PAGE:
The term ‘Mountain Marathon’ can be a bit confusing as most people associate ‘Marathon’ with a race over a fixed course at 26.2 miles.
Mountain Marathons are fell running events which are generally 2 days in duration and the participants are self sufficient, carrying all camping equipment and food. Competitors are given a map at the start of the event which is marked up with several controls points in remote, mountainous locations. The goal of the event is to reach these locations using a compass and the map. Sometimes the winner will be the person or team who reaches all the controls first and sometimes the controls will be allocated points and the aim will be to score as many as possible within a set time period. The exact format can vary between events and there are often several classifications with different objectives and difficulty levels.
Route choice, navigation skill and tactics are just as important as physical fitness and the routes taken will often incorporate off-trail sections as the events tend to be set in remote areas so that they are not limited to public rights of way. This means that in getting from one place to another, it is important to consider whether the direct and shortest distance will be the best bet or whether a longer route with less vertical gain or natural obstructions will be the faster option.
Equipment is also vitally important. Most events provide a mandatory list of the minimum equipment that each team must carry to ensure they are safe and self sufficient. Often this will include things like a tent, stove, sleeping bag, first aid equipment as well as clothing and food for the full two days. Prior to starting the event, the competitor must weigh up weather conditions and terrain against how uncomfortable they are prepared to be to decide exactly what they are going to take. If your equipment is heavy, you will slow down and suffer, but if your equipment is too light and the weather is poor you will also be in for a rough time.
Mountain Marathon Preparation Tips
- If you are new to mountain navigation, find a good source of info on learning how to do it and buy a compass and a map of your local area. There are lots of good books and internet sites on the subject and I would suggest going for a UK based source to ensure that you are learning terminology that is recognised in this country.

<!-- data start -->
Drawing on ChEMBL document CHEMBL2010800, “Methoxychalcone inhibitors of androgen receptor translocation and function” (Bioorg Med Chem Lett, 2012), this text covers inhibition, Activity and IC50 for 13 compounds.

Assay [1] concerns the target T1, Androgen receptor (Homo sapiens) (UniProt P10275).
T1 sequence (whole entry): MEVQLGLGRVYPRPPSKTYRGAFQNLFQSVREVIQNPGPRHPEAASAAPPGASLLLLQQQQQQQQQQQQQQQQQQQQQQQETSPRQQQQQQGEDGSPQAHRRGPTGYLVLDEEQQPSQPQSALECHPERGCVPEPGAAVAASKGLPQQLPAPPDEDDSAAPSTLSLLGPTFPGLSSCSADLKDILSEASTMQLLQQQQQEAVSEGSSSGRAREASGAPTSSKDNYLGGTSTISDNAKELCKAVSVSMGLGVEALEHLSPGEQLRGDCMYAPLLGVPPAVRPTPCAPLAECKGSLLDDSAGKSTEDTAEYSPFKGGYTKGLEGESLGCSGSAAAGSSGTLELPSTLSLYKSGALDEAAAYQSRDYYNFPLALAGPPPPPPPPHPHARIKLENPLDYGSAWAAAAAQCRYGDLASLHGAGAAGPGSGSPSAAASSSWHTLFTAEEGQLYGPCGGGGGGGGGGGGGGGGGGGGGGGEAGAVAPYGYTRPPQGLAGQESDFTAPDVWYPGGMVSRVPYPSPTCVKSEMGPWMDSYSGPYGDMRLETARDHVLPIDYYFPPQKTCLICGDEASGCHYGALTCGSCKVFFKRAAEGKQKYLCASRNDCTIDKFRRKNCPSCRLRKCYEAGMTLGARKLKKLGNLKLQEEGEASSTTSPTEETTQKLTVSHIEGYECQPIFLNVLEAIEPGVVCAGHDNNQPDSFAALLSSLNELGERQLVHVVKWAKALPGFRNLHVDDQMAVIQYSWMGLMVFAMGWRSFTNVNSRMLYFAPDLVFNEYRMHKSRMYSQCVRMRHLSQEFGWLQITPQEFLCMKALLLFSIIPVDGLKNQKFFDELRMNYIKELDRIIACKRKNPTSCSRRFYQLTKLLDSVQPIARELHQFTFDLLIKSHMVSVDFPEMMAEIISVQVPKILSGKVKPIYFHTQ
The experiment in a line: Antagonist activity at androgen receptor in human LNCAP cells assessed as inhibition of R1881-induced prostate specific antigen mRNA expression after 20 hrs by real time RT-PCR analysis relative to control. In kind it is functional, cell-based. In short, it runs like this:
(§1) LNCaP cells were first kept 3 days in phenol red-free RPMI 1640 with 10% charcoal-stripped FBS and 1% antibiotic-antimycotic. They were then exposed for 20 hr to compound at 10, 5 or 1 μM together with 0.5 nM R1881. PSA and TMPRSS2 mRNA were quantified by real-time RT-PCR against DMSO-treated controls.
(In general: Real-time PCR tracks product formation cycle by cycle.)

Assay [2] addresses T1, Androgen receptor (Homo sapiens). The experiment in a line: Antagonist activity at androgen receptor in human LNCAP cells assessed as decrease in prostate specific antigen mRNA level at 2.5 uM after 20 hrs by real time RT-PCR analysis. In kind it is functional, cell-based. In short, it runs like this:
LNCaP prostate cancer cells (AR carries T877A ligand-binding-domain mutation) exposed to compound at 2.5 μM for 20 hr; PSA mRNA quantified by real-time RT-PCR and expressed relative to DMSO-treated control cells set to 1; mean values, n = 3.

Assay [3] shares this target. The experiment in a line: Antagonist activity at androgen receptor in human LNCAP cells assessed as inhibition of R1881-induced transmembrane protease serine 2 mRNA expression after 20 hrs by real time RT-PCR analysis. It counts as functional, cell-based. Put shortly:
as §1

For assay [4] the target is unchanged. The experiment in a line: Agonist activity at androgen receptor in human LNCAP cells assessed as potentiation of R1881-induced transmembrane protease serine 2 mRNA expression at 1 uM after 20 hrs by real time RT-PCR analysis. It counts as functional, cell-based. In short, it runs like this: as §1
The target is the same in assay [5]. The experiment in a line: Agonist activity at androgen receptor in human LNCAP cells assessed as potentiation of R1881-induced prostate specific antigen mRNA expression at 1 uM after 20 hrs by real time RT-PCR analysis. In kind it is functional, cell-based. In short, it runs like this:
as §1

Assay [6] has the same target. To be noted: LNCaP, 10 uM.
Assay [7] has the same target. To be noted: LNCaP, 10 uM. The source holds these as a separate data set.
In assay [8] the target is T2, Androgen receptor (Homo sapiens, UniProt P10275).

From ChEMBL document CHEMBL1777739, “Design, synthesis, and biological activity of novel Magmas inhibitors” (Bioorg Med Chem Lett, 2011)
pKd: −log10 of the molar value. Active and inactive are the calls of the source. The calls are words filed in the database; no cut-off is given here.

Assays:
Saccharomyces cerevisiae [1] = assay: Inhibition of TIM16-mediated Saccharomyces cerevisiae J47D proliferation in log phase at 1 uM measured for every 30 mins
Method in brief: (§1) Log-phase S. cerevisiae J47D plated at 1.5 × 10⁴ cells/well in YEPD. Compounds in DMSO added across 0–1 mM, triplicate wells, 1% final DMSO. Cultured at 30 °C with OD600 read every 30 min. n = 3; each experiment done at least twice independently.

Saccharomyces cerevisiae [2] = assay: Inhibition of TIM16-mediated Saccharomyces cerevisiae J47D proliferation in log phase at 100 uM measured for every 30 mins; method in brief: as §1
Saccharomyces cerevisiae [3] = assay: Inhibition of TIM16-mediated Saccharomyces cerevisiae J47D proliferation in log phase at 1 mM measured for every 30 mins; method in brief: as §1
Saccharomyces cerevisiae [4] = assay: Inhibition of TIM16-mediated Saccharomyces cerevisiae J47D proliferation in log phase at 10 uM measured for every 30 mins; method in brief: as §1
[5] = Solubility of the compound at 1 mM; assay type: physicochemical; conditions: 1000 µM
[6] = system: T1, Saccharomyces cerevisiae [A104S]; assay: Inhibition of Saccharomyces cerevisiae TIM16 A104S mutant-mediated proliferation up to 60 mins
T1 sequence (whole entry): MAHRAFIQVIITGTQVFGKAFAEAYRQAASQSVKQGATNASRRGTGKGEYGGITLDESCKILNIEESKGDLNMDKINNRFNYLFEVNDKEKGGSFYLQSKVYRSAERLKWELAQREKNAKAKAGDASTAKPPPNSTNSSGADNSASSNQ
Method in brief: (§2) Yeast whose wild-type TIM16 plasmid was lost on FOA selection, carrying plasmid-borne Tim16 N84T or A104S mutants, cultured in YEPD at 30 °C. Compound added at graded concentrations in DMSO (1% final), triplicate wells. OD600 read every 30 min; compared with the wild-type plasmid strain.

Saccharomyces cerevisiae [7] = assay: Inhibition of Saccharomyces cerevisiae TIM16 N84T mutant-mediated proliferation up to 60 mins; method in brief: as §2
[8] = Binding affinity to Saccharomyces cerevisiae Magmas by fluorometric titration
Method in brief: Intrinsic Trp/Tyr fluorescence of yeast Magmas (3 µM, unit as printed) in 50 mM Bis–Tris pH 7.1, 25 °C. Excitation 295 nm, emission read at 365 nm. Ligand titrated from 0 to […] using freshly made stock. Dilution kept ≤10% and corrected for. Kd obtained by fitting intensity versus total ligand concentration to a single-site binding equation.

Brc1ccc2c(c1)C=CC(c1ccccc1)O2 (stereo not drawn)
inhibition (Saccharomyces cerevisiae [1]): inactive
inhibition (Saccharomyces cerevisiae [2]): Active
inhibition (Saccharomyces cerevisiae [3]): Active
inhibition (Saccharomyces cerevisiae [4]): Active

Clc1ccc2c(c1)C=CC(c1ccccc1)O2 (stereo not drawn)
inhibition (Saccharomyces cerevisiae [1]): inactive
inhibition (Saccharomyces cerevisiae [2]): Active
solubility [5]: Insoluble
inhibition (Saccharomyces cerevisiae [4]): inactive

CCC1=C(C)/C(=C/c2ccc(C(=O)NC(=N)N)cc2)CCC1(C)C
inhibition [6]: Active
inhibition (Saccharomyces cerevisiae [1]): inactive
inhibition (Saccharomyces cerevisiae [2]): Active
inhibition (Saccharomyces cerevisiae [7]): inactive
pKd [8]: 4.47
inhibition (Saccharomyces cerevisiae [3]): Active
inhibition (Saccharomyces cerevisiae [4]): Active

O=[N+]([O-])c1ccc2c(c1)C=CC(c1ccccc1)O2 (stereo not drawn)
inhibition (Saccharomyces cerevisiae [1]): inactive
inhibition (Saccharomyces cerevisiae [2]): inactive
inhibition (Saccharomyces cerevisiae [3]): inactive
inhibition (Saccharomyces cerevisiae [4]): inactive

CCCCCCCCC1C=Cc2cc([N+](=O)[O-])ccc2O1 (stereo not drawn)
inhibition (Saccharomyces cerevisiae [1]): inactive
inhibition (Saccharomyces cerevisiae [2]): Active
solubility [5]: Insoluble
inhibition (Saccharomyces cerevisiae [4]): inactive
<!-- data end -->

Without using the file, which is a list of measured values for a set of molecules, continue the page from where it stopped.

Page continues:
- Find yourself some unfamiliar routes in your local area and go practice! Check all direction changes against compass bearings, even when you know where you are going until you can do it efficiently.
- Once you get the hang of this, go out in the dark with a head torch and practice navigating at night in a safe place. This is a great way of raising the difficulty level and helping you develop your skills
- Use your map and a watch to get a feel for how far you travel over various types of terrain in a given time. There are several formulas you can use for estimating this (Naismith’s rule etc) but they should be combined with experience of your own pace and abilities.
- If you are planning on running as a part of a team of two, make sure you train together extensively prior to the event so that you are used to each others pace, strengths and weaknesses. Remember that both competitors need to know how to navigate.
- Practice running with your loaded pack whilst maintaining good form. If you can’t run efficiently with the pack, you will be prone to fatigue and injury.
- After a healthy period of base training, try and spend as much time as you can running on steep and awkward terrain, including traverses of steep cambers.
- Make sure that you work on your ankle, knee and hip stability as these will be put to the test. Start with practicing standing on one leg for 30 seconds when this becomes easy, do it with your eyes closed and then on an unstable surface. This can work wonders. Romanian deadlifts are also useful.
Tips on Tactics
- Consider your strengths and allow them to dictate your route choice. Are you a fast on smooth terrain with gentle gradient or are you better at trudging up steep slopes with your hand on your knees? Is your navigation good enough to get you through complicated geographical features or would it be faster if you were to follow a marked path and a longer route?
- Take a marker pen with you to make notes on your map and mark your chosen checkpoints.
- At the start of the event, it’s really important to spend a few minutes planning your route before setting off. If you are in a team, this should be agreed and understood by both members.
- If you are in a team, get both members to check and agree navigational decisions or route changes. Be prepared to compromise.
- Re-asses your route choice and other key decisions periodically against your actual performance and be prepared to change them.
- Make sure you don’t forget to eat. Your mind will be occupied but lots of factors which would not be present in a normal race so it’s easy to forget!.
- Make sure you take a watch! Do not risk being late as time penalties are often severe.
- When using an electronic ‘dibber’ at controls, make absolutely sure that it has registered every time. I always let it beep twice.
- Equipment choice and pack weight are important but not more so than your safety. Wait until you have some experience before you go super minimal.
You can find a post about an event I recently entered here
Do you have any tips or questions about mountain marathons? Please leave your thoughts below!